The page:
Bitcoin consumes more electricity than many countries on the planet. According to the Bitcoin Electricity Consumption Index, the mining of the leading cryptocurrency would consume 143 terawatt hours. That's more than Norway (124Twh), Belgium (82 Twh) or Switzerland (56 Twh). Another comparison by Visual Capitalist shows that the Bitcoin network is also much more energy intensive than the world's largest tech companies: twelve times more than Google and twenty-eight times more than Facebook for example.
As a reminder, Bitcoin uses what's called Proof of Work (PoW) to coordinate all the computers running the blockchain software. To secure the network, computers compete to solve complex cryptographic puzzles. The first to succeed wins a small amount of minted bitcoins as a reward. Because speed matters, miners with the most computing power win most often. And that power consumes a lot of electricity, by the way, Elon
Musk just announced that Tesla will stop accepting bitcoin payments because of the environmental impact it causes. This reversal surprised more than one fan of crypto-assets and adds to the long list of broken promises by the boss of the Californian firm. Tesla had started accepting BTC as a means of payment in February, after buying $1.5 billion worth of bitcoins for its balance sheet. This had caused Bitcoin to gain several tens of percent in the process.
Bitcoin mining and trading uses mostly fossil fuels. This is not really new since already in 2018, coal was the leading energy for mining Bitcoin. However, this "news" must have "surprised" the Tesla boss. Elon Musk may have felt threatened in the sustainability of the state subsidies Tesla receives, which could actually put the automaker on the list of big polluters in the US.
Glencore boss warns of China's future dominance in electric vehicles
Electric cars could be at the heart of a trade war in the supply of scarce resources between China and the rest of the world. In fact, the battle has already begun to control the land and supply of cobalt, one of the rarest raw materials in electric cars and now essential for battery manufacture. Ivan Glasenberg told the Future Of The Car Summit that "Western automakers would be naive to think that they can always rely on China to supply batteries for electric vehicle fleets. Glasenberg added that "Chinese companies have been quick to recognise the vulnerability of their supply chains and have tied up batches of cobalt from the Democratic Republic of Congo". Chinese companies already control around 40% of DRC production and have also signed long-term supply agreements with Glencore, the only major Western miner operating in the country. European companies must quickly find a solution to control their dependence on China, he said.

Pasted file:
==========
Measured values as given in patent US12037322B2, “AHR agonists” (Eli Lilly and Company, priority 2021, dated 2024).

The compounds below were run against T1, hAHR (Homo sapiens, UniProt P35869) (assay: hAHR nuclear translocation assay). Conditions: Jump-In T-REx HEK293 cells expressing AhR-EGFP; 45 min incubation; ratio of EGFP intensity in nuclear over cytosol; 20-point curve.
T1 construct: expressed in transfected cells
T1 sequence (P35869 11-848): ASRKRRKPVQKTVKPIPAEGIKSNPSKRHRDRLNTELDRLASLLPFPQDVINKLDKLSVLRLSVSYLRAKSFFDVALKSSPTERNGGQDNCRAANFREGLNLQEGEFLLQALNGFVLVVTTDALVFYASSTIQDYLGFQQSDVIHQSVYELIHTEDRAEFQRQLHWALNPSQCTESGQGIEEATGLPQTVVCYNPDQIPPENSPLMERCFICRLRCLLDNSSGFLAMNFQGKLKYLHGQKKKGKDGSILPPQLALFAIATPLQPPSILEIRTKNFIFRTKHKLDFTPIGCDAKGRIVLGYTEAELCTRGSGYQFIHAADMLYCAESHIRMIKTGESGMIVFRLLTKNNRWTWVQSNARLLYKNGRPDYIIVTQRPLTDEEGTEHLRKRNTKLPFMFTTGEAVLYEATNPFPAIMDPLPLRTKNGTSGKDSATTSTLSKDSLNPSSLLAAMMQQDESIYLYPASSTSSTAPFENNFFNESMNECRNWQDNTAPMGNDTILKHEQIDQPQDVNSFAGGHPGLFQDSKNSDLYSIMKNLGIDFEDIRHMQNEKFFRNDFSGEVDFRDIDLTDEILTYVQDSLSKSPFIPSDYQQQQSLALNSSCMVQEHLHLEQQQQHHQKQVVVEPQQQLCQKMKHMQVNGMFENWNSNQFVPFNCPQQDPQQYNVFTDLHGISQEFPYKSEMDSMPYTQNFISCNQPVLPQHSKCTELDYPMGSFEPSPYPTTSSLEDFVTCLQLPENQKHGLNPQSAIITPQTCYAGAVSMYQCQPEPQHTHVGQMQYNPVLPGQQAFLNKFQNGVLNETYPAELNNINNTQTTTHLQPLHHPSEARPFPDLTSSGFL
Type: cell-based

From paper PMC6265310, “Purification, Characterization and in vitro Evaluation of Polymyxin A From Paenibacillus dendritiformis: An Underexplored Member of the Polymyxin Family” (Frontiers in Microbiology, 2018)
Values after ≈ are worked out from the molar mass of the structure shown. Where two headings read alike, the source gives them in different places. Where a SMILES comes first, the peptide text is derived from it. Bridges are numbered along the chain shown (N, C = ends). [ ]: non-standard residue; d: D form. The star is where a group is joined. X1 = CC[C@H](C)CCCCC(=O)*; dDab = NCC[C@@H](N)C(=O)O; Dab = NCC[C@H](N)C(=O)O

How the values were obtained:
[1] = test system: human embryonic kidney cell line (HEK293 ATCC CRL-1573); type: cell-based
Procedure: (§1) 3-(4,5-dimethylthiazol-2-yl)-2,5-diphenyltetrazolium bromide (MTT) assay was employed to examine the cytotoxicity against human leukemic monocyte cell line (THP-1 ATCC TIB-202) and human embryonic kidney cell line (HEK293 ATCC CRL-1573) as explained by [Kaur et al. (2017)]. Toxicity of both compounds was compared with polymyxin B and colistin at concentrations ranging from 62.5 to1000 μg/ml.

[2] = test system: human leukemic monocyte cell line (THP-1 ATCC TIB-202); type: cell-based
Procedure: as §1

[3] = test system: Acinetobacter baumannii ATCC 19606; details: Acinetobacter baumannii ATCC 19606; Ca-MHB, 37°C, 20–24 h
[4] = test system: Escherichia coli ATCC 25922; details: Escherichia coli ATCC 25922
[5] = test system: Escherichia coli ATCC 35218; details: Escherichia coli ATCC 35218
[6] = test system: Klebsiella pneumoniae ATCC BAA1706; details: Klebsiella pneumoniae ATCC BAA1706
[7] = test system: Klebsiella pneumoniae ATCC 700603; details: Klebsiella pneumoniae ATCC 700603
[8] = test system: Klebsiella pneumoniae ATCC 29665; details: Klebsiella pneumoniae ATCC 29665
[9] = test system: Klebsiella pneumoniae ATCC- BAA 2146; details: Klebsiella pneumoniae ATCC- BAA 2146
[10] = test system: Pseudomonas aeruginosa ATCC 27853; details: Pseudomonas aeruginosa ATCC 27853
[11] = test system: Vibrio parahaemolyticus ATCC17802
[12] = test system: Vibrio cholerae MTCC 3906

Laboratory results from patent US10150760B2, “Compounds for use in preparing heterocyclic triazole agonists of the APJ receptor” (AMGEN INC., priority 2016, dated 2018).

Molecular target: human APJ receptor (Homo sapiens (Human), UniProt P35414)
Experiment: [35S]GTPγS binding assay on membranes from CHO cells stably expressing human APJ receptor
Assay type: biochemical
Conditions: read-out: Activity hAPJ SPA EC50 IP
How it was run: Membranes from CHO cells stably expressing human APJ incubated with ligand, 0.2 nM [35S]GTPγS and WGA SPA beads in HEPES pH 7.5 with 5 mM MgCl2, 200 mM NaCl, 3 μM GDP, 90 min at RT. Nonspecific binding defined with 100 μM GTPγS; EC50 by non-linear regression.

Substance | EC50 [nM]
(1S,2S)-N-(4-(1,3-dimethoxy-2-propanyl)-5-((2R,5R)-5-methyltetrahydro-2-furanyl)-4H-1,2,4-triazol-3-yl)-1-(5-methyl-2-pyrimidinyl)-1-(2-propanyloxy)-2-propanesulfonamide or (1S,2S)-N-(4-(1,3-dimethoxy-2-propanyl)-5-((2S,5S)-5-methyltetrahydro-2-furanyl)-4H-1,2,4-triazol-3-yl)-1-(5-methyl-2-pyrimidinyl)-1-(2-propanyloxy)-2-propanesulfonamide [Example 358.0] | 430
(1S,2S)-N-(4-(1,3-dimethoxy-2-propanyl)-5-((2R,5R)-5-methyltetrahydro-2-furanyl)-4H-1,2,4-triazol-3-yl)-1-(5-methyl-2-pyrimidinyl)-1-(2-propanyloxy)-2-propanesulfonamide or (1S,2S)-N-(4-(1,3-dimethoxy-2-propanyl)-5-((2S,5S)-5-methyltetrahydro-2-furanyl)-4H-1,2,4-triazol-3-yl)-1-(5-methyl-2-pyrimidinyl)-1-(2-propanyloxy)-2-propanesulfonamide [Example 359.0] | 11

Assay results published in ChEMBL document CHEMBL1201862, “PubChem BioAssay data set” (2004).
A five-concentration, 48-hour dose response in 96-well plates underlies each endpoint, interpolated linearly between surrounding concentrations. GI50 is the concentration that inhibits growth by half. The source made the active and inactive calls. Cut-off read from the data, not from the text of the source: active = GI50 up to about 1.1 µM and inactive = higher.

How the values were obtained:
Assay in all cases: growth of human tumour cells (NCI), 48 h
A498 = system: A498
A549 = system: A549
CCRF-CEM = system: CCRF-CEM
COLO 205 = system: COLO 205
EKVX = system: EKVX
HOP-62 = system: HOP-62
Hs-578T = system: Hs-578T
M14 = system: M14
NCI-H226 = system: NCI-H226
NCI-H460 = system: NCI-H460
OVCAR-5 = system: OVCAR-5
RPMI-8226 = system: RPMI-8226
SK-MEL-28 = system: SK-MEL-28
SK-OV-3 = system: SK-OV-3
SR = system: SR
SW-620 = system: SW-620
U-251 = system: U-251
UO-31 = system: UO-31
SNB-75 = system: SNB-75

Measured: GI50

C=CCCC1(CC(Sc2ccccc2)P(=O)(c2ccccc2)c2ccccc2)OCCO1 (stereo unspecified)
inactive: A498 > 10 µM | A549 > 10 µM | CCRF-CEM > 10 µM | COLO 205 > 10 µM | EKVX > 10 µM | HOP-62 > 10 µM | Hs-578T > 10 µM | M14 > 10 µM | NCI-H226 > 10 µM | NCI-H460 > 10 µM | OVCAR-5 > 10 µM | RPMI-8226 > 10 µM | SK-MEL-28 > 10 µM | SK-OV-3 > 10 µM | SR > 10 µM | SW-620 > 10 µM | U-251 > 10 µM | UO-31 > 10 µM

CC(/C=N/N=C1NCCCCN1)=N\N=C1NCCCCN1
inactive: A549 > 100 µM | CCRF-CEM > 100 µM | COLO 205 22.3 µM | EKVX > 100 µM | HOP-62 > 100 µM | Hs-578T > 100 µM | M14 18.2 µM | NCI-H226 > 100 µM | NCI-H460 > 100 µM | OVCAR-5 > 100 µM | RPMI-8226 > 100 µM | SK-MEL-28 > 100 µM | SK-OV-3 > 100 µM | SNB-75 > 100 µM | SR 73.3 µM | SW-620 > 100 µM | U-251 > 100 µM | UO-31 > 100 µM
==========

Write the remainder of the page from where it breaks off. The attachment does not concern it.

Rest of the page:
Growing demand for cobalt as EVs become more autonomous
Source: European Commission.
To recruit in the United States, you have to pay the price
Small American companies report difficulties in finding qualified workers: 44% of company managers say they have offers they cannot fill. As a result, 31% of companies are offering higher pay to attract workers, the highest figure in the past 12 months. The inflation machine is getting going.